Reply Score: 1

Lockdown
by Anonymous on Thu 15th Sep 2005 22:00 UTC
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Getting access to Intel's highly optimized compiler technology and a bit of hand holding to enter the X86 market are good motivators to start with Intel. I think the real key thing that brought about the architecture change (that Jobs wont want to trumpet too loudly), is the DRM strategy that Intel brings them, how it will allow them to appease RIAA and MPA and protect their own OS.

Itís all about the little TPM chip. (sadly)

As an added bonus Intel could provide them with ARM processors to power future iPods if they so desire.

Reply Score: 0

Turion is NOT a platform....
by yokem55 on Thu 15th Sep 2005 22:03 UTC
yokem55
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2005-07-06

As much as I like AMD chips on the desktop, the 25 watt Turions (which are extraordinarily rare) tend to use more power than the comparable PM's. That 25 watt figure is actually a max figure, not an average, and Intel's average wattage tends to be lower than AMD's. Also, AMD is still dependent on other system chipsets from nvidia et al that aren't as power efficient as Intel's system chipsets.

Reply Score: 1

capacity
by Django on Thu 15th Sep 2005 22:20 UTC
Django
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2005-08-21

I see it as having a stable chip maker more than anything else. Both IBM and Motorola have screwed Apple in the past both in being able to deliver sufficient quantities, and getting the chips fast enough. If they went with AMD, they may get faster chips, but they run the risk of not getting enough of them. AMD doesn't have near the capacity of Intel for sheer quantity. With Intel, the CPU is 'good enough', and they get enough of them. Apple can concentrate on the quality of the software and not worry so much about MHz myth, availability, etc.

Reply Score: 1

does it matter ?
by Snake007uk on Thu 15th Sep 2005 22:28 UTC
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2005-07-20

They both are x86-64 now, and should be compatible, so if later down the line they want to use intel they can, can't they ??

Reply Score: 1

does it matter ?
by Snake007uk on Thu 15th Sep 2005 22:29 UTC
Snake007uk
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2005-07-20

sorry i mean they can use AMD....

Reply Score: 1

Better performance per watt?
by Anonymous on Thu 15th Sep 2005 23:02 UTC
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That Intel offers overall better performance per watt? You must be kidding me, no?!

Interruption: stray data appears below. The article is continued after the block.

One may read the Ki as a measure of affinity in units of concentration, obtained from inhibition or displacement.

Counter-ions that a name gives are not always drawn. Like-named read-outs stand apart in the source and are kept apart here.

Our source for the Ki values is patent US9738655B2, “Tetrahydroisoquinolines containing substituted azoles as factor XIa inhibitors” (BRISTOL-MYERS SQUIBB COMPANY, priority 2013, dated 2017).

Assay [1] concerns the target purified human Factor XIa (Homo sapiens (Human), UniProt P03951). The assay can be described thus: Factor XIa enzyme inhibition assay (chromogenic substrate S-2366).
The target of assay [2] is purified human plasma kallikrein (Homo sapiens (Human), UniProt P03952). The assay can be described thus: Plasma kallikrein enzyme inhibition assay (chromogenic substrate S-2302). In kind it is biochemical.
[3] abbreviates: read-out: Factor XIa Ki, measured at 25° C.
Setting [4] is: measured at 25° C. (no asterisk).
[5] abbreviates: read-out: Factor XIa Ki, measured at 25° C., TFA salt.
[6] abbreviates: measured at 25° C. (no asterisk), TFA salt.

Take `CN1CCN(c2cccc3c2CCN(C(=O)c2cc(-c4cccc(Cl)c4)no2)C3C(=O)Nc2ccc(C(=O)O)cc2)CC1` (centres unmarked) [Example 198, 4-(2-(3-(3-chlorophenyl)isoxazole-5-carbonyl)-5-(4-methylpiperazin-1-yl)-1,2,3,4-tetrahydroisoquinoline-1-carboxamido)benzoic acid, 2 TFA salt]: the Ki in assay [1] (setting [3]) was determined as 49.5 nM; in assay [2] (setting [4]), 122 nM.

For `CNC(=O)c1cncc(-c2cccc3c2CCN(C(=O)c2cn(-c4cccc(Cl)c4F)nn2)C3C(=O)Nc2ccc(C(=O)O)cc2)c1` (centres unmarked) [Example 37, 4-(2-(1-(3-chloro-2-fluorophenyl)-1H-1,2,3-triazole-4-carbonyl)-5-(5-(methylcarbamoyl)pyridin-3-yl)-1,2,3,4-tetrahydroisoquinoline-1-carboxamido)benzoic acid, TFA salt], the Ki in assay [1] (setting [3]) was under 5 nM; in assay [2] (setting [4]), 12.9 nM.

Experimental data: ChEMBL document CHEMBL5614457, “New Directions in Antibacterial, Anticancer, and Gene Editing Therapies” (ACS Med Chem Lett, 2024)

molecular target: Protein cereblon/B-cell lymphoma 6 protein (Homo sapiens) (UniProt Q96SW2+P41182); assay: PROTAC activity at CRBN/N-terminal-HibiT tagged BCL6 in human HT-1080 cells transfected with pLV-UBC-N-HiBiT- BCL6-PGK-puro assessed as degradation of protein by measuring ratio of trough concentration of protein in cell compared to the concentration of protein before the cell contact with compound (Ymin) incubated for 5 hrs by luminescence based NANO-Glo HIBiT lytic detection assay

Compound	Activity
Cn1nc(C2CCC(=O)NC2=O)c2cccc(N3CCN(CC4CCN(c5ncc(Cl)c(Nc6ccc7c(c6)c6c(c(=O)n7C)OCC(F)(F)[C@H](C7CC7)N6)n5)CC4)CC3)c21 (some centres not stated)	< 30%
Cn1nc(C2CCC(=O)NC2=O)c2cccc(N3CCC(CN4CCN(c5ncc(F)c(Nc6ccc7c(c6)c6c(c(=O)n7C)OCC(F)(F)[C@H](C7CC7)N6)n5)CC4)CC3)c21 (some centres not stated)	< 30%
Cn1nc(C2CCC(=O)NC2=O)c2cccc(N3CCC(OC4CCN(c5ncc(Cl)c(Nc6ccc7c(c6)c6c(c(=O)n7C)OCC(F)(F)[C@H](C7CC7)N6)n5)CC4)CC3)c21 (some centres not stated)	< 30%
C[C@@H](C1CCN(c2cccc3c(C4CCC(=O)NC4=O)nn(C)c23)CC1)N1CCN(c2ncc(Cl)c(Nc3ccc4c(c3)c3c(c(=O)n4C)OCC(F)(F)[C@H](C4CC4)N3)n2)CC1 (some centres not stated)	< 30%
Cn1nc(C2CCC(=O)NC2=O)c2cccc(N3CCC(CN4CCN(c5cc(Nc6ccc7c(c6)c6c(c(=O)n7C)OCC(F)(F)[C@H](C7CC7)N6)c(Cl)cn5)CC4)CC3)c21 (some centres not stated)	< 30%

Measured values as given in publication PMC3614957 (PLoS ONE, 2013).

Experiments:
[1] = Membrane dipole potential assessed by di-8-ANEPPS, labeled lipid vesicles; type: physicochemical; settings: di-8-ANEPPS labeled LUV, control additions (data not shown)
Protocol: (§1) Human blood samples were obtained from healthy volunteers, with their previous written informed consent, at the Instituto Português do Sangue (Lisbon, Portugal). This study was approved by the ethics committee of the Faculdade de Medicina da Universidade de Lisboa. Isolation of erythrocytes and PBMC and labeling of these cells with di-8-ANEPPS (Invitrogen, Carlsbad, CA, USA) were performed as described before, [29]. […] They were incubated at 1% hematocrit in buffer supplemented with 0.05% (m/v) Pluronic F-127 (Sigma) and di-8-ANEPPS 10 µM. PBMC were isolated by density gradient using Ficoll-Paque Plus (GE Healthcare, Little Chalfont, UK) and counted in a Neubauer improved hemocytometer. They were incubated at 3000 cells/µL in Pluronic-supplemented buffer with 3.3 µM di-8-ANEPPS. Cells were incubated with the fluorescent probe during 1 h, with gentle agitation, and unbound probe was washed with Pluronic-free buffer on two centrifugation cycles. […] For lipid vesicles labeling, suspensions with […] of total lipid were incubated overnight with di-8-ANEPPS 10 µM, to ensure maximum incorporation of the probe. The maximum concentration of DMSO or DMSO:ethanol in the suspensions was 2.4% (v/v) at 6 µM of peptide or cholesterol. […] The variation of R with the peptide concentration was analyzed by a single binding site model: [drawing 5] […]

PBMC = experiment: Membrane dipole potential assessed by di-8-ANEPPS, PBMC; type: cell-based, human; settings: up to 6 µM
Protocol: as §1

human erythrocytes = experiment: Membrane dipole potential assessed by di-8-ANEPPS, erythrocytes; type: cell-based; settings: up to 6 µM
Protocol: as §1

That Intel is more innovative? You possibly haven't heard of x64!

What about dual-cores? Who is leading this field?!

Reply Score: 0

Mark Williamson Member since:
2005-07-06

I think the point Jobs was making was the future (having presumably had rather extensive access to the roadmaps of the companies he considered) rather than the current state of play. I think Intel were first to *shipping* a dual core, although the AMD solution looks like it might be better thought-out overall. (and they were both beat to multicore by about 5 years by IBM's POWER)

Reply Score: 2

RE[2]: Better performance per watt?
by JLF65 on Thu 15th Sep 2005 23:20 UTC in reply to "RE: Better performance per watt?"
JLF65 Member since:
2005-07-06

AMD had dual-core Opterons shipping LONG before Intel got their cobble-together chips out. Intel only managed to beat the dual-core Athlon64 meant for desktops to the market... and paid news agencies a pretty penny to scream that news at the top of their voices to make it look like Intel won the race.

Reply Score: 1

Mark Williamson Member since:
2005-07-06

Intel had dual core desktop chips shipped to OEMs before the dual core Opteron started shipping (though only just) [ http://www.serverwatch.com/news/article.php/3497241 ]. I remember it being a rather tight-run thing with the distinct look of Intel bringing their schedule forward, trying to get a publicity victory

Reply Score: 1

Supply chain
by Mark Williamson on Thu 15th Sep 2005 23:09 UTC
Mark Williamson
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2005-07-06

AMD do great work to compete with Intel on technical innovation, performance and price but they still have limited resources.

Despite their *technical* strength, there's the *logistical* problem of shipping enough CPUs. Do they have the fab capacity to reliably supply a vendor the size of Apple? (who, regardless of being a small share of the desktop market do ship more systems than most individual PC vendors)

Reply Score: 2

Why?
by Anonymous on Thu 15th Sep 2005 23:55 UTC
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To all you "AMD sells more machines than Apple" commentors

Apple obviously fully intends to sell more machines than AMD can possibly supply chips for and doesn't want to be hobbled later on down the road.

Look at all the Apple Stores going up, they fully intend to move volume.

Doesn't mean they will never use AMD chips, it's just the game plan and the time restraints call for going with Intel for now.

If SJ was a young man I can see him making that decision to go with AMD because he would have the time, but time is not on his side anymore.

We can thank the scumbag John Scully for crippling computer innovation for the last 2O years.

Bill Gates is just a opportunist mongul control freak and doesn't have a creative bone in his body.

Reply Score: 1

Wrong question
by Anonymous on Thu 15th Sep 2005 23:58 UTC
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The question isn't why Apple went with Intel. That one's easy: Intel made them a very good deal.